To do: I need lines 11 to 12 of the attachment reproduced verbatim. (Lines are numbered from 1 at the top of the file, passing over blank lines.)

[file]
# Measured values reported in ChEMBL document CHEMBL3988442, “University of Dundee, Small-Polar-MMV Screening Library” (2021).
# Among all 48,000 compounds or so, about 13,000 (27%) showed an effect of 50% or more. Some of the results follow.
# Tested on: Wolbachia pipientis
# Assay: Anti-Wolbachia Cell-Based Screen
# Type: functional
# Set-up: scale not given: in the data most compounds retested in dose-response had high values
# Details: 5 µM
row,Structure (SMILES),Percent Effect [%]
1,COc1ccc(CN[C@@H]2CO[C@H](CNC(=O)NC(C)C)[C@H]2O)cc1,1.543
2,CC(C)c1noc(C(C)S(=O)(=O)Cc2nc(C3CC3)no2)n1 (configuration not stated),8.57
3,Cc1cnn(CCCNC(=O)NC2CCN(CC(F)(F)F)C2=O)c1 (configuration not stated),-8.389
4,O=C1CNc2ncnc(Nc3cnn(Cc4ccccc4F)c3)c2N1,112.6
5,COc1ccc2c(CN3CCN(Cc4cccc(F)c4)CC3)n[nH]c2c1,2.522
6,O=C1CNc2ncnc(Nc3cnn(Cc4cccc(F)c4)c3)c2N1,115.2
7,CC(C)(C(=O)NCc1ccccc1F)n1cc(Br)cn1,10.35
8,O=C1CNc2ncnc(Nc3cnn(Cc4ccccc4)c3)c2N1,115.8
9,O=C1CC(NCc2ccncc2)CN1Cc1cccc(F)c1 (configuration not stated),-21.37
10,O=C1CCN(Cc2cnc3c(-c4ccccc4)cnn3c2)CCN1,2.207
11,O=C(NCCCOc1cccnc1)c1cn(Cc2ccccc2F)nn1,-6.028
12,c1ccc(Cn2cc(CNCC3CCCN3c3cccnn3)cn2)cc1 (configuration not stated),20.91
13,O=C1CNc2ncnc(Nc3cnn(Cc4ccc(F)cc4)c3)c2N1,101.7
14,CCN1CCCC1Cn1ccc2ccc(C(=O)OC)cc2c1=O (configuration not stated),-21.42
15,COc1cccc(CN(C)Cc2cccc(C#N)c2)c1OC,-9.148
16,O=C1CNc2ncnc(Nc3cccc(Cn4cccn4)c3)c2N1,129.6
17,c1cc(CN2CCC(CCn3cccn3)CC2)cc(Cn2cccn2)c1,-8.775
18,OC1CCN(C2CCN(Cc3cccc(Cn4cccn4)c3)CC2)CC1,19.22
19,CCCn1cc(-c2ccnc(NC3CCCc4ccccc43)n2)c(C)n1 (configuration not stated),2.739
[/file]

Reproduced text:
3,Cc1cnn(CCCNC(=O)NC2CCN(CC(F)(F)F)C2=O)c1 (configuration not stated),-8.389
4,O=C1CNc2ncnc(Nc3cnn(Cc4ccccc4F)c3)c2N1,112.6